Program approach to the study or police administration. Overview of administration of the police function in the United States. Organization, management and operation of police agencies.

331. Security and the Criminal Justice System (3)
Prerequisite/Corequisite: CRIM 101.
A study of the theoretical and actual association between security functions in the criminal justice system. Topics explored include: historical and contemporary relationship between private security and sworn law enforcement, institutional culture, terrorism, computer technology, forensics and physical/operational security.
Letter grade only (A-F).

351. Adjudication Process in Criminal Justice (3)
Prerequisite/Corequisite: CRIM 101.
Topics include: arraignments and preliminary hearings; suppression hearings; sanity hearings; trials; sentencing in capital and non-capital cases; juvenile court proceedings; and revocation of probation and parole. Civil Rights Act cases and other civil suits involving criminal justice personnel are discussed.
Letter grade only (A-F).

356. Legal Aspects of Corrections (3)
An overview of court decisions related to corrections. Study of current legal issues and their impact on adult and juvenile procedures.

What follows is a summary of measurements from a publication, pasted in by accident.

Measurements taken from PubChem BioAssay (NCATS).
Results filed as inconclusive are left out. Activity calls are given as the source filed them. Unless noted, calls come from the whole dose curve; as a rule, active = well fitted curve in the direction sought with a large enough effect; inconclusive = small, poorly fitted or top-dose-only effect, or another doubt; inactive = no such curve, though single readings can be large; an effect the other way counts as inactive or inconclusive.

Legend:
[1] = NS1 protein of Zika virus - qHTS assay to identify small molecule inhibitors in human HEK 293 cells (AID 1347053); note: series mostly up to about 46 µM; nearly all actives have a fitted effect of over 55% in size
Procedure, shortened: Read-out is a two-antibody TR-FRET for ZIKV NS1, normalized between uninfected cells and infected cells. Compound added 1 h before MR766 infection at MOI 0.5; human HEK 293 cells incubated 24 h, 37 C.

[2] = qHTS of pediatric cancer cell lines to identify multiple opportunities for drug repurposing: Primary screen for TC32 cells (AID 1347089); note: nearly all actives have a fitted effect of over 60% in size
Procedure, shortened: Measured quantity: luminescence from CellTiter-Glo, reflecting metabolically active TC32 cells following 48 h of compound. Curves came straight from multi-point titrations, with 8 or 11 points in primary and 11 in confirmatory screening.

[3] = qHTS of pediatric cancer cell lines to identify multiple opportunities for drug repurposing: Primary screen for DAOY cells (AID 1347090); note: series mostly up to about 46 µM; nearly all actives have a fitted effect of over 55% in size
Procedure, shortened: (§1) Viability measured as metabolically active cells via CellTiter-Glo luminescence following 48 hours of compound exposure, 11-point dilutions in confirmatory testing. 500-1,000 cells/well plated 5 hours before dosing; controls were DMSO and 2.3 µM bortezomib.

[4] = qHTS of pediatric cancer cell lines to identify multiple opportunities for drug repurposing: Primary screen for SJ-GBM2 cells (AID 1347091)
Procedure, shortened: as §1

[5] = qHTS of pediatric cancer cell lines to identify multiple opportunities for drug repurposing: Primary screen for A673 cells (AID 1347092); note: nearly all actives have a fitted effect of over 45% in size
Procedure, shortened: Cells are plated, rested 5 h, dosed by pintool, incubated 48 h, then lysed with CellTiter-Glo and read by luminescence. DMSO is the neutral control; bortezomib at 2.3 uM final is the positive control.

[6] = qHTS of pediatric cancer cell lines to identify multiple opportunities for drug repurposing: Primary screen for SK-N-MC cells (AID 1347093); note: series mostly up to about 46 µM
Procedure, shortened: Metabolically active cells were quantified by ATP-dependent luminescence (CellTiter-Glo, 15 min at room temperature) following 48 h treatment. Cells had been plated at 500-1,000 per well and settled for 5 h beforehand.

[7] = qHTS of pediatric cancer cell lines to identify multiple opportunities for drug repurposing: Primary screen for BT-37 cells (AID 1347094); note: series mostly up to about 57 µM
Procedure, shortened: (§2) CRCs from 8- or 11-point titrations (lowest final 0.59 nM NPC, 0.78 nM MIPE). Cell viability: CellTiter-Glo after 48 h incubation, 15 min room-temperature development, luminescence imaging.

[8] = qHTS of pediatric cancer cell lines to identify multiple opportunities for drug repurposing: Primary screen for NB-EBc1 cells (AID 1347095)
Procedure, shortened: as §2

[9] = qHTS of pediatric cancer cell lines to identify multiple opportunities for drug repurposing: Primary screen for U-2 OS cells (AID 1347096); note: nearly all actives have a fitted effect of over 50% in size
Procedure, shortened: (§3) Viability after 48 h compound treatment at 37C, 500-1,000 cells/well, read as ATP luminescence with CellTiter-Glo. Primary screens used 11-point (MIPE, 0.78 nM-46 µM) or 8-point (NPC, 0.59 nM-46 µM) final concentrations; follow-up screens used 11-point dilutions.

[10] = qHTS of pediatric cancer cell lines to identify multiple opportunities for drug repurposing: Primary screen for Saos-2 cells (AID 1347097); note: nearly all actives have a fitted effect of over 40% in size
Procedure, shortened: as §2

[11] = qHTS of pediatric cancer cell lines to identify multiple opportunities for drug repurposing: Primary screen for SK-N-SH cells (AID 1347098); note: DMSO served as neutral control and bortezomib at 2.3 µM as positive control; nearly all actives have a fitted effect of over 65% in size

*359. Substance Abuse and the Criminal Justice System (3)
Social and psychological factors in alcohol and drug use, abuse and addiction. Legal and social elements of substance abuse and their relationship to criminal justice system. Characteristics of various controlled substances; categories of drug offenses; and investigation of drug cases.

361. Criminal Investigation (3)
Study of basic principles of criminal investigation. Analysis of investigative techniques; patterns and modus operandi; interviewing and interrogation strategies; collection and management of evidence; surveillance; and crime scene investigation. Theories, philosophies, and concepts related to suppression of crime are covered.

369. Correctional Environments (3)
Introduction to American penology. A first-hand examination of county, state and federal correctional facilities. It includes the Department of Family and Children’s Services (foster care, county and private facilities), juvenile halls, juvenile court, and California Youth Authority.